Home is a funny thing. All we wanderers, and expats, and wanderlusters, and adrenaline junkies, and road-trippers – we can’t help but come back broken hearted. We find ourselves back in the old places, passing time in old jobs bartending or selling cars, with one foot out the door and half an eye on the next adventure. Our hearts hurt. We get stuck in the past and can’t seem to reconcile where we’ve been with where we are. Faces and memories fly by – and you can’t get over the fact that you’ll probably never see most of them again. You’ll never get to have one last cigarette on the roof of the apartment as we smile and watch the neon streets of Seoul bustle below. You’ll never have another long chat in the villa in Saudi with our old friends as we kill time watching Al Jazeera and talking about how batshit crazy the whole place is.
You might never get back to that bar in Beirut, on that night, as you watched her glide through the door and sit down across the bar. You’ll never get to re-live that utter blast of falling in love over a Queen song and talking for four straight hours and feeling something totally foreign and luminously new.
But we forget to count our chips. We forget that – for better or worse – it’s all part of the deal. The adventure. The heartache. They don’t mix too well, but they sure ain’t sold separately. The true travelers venture out for experience and much more. We wear our hearts on our sleeves and open our eyes as wide as we can and stand it for as long as we can stand it, because – that’s living. Heartbreak is the nature of our business, the necessary flip side to falling in love in Paris, drinking a Stiegl at the top of a mountain in Austria, trying to get yourself up on a surfboard off the coast of Beirut, passing time getting to know people and smoking hookah on a seaside dock in Saudi Arabia.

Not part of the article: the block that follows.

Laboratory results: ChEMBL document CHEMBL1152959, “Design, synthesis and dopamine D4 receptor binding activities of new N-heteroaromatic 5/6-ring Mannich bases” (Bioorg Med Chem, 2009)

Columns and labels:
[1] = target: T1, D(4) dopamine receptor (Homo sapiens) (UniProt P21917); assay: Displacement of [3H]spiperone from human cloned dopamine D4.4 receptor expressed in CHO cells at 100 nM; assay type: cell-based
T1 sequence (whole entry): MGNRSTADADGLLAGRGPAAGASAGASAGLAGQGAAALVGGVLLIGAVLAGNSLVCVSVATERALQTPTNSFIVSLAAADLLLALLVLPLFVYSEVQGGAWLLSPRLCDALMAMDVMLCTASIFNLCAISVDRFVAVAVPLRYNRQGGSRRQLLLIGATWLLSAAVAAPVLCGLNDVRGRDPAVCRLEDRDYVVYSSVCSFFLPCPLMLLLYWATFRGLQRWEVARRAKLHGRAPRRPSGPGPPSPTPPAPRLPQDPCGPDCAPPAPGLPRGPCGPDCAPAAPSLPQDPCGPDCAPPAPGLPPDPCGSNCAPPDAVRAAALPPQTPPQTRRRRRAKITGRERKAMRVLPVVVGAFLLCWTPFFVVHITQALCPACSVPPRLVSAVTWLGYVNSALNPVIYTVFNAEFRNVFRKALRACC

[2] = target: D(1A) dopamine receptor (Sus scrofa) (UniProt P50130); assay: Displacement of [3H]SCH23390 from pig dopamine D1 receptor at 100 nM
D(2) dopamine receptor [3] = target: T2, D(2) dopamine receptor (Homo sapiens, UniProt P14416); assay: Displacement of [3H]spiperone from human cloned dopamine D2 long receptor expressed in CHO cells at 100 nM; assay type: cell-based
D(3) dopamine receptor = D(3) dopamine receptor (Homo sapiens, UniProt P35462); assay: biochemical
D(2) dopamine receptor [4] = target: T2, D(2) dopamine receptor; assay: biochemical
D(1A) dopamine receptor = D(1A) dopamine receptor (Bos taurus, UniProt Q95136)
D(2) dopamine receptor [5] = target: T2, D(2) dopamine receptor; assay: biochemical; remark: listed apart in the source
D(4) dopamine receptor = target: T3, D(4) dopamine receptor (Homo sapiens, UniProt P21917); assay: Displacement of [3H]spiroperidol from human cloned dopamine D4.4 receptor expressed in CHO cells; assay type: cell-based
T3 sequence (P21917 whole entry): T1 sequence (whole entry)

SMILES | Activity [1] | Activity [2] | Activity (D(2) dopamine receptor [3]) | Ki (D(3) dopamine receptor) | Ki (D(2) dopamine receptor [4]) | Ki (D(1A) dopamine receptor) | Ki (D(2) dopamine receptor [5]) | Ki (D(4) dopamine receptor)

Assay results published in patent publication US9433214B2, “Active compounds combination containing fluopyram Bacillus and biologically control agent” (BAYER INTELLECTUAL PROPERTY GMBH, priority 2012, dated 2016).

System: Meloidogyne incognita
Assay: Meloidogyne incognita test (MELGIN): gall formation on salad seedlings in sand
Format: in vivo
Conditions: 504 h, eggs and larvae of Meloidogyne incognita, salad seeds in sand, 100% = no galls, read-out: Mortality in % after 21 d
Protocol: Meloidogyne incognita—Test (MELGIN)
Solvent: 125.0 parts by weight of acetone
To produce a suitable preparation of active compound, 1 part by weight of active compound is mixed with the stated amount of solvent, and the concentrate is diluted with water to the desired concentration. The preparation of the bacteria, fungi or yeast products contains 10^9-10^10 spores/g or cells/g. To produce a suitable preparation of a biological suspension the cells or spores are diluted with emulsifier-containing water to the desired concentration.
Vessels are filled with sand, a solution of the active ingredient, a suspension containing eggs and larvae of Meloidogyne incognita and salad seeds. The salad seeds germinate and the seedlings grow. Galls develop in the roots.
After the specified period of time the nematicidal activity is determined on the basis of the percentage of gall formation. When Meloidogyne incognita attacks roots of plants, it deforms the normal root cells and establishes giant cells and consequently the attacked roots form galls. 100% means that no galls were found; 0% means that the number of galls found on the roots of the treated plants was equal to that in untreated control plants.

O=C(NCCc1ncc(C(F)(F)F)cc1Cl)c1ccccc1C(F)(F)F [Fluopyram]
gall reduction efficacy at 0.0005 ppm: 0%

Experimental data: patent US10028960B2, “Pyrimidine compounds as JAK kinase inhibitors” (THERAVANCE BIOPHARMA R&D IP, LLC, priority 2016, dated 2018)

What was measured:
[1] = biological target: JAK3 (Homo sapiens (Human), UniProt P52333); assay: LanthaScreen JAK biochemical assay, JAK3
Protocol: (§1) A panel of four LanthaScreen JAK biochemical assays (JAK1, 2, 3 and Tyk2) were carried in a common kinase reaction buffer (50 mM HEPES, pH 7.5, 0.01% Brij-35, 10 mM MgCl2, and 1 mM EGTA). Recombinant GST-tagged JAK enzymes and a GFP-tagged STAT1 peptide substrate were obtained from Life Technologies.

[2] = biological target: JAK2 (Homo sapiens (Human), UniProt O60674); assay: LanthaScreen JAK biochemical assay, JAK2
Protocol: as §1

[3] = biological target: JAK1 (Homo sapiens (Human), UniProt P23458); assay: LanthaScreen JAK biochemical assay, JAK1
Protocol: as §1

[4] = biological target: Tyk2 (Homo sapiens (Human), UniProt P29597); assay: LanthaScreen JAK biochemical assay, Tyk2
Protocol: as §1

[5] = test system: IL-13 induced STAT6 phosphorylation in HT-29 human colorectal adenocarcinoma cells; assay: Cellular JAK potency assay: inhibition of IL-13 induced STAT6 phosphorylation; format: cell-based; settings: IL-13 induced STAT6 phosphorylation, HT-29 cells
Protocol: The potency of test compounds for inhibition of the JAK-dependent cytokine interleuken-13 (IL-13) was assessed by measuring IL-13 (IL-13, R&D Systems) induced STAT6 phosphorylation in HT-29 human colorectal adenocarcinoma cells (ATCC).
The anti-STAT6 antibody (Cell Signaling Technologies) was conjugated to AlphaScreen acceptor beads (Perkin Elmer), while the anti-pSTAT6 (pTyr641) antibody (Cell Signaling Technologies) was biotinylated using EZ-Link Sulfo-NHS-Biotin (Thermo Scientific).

It’s hard to leave pieces of your heart lying on the ground of city streets 3000 miles away. But it’s beautiful. We weren’t meant to come back with a fluffy conscience and a clear head. My heart aches for old memories. I miss old friends. And I always will. There’s no getting over it. But that’s what happens when you live with heart open and palms up. My heart didn’t get taken. I went with it open. It hurt then because I knew it wasn’t forever – and it hurts now because the times are behind me. But in the emptiness there is love. Parts of myself are gone. They belong to people and places far away, and that’s where they’ll stay. And if you want to have adventures, you have to be OK with that. You have to know from the start that the thing is going to change you – and then you have to let it. And then when it’s time to go home, you have to really go home.
Home became sweet to me because it was so far away for so long. Distance gave me perspective. But I don’t have it down perfectly. I’m still learning to be where I am, whether that’s near or far, home or abroad. Some people say that you can be at home wherever you are. Maybe. But I like keeping home as it is – a fixed reality of one place, singular and steady; a port of call for a restless soul. Home is the framework that makes it all possible, the steady harbor, the friend that will always have you back no matter how long you’ve been gone. Every time I walk through airport gates, I’m reminded of how severely lucky I am to have a place where even the soulless Border Patrol officials with mustaches look me in the eye, and squarely acknowledge, with dutiful sincerity, that I belong.